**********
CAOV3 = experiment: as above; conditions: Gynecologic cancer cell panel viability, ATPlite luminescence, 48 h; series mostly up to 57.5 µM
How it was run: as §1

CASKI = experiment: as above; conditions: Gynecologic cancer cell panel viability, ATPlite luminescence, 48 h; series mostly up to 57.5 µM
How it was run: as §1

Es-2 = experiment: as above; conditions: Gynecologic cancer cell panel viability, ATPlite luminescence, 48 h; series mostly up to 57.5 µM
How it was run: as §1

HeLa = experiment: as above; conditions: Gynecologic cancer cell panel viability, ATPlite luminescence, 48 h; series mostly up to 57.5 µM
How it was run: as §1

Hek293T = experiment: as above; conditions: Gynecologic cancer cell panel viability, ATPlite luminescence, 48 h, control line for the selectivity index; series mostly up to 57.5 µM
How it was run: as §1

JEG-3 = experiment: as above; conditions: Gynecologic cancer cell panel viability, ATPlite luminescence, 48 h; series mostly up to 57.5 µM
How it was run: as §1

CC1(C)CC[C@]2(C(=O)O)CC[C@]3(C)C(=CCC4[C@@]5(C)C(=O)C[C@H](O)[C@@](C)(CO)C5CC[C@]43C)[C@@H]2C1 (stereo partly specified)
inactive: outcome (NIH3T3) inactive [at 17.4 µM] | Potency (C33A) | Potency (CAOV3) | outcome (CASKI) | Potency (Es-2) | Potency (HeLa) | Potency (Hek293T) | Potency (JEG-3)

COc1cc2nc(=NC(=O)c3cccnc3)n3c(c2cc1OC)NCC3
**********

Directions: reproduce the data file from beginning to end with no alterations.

CAOV3 = experiment: as above; conditions: Gynecologic cancer cell panel viability, ATPlite luminescence, 48 h; series mostly up to 57.5 µM
How it was run: as §1

CASKI = experiment: as above; conditions: Gynecologic cancer cell panel viability, ATPlite luminescence, 48 h; series mostly up to 57.5 µM
How it was run: as §1

Es-2 = experiment: as above; conditions: Gynecologic cancer cell panel viability, ATPlite luminescence, 48 h; series mostly up to 57.5 µM
How it was run: as §1

HeLa = experiment: as above; conditions: Gynecologic cancer cell panel viability, ATPlite luminescence, 48 h; series mostly up to 57.5 µM
How it was run: as §1

Hek293T = experiment: as above; conditions: Gynecologic cancer cell panel viability, ATPlite luminescence, 48 h, control line for the selectivity index; series mostly up to 57.5 µM
How it was run: as §1

JEG-3 = experiment: as above; conditions: Gynecologic cancer cell panel viability, ATPlite luminescence, 48 h; series mostly up to 57.5 µM
How it was run: as §1

CC1(C)CC[C@]2(C(=O)O)CC[C@]3(C)C(=CCC4[C@@]5(C)C(=O)C[C@H](O)[C@@](C)(CO)C5CC[C@]43C)[C@@H]2C1 (stereo partly specified)
inactive: outcome (NIH3T3) inactive [at 17.4 µM] | Potency (C33A) | Potency (CAOV3) | outcome (CASKI) | Potency (Es-2) | Potency (HeLa) | Potency (Hek293T) | Potency (JEG-3)

COc1cc2nc(=NC(=O)c3cccnc3)n3c(c2cc1OC)NCC3